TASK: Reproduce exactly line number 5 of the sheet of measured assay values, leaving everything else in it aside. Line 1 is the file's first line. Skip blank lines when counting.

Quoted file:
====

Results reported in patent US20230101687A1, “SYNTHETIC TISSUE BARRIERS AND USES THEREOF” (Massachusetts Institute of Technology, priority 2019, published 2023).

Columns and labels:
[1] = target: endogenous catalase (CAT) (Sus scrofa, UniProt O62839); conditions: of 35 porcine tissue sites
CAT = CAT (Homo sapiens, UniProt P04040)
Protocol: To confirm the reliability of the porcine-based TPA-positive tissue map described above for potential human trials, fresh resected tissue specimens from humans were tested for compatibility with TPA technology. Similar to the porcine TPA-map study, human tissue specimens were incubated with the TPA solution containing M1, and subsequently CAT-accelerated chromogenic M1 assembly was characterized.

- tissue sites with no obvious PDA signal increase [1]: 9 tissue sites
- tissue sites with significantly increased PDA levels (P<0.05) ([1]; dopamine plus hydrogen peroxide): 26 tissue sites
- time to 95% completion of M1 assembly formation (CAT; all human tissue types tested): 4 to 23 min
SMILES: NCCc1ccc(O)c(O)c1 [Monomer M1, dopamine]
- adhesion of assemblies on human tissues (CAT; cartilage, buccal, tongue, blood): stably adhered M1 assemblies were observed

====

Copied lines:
Protocol: To confirm the reliability of the porcine-based TPA-positive tissue map described above for potential human trials, fresh resected tissue specimens from humans were tested for compatibility with TPA technology. Similar to the porcine TPA-map study, human tissue specimens were incubated with the TPA solution containing M1, and subsequently CAT-accelerated chromogenic M1 assembly was characterized.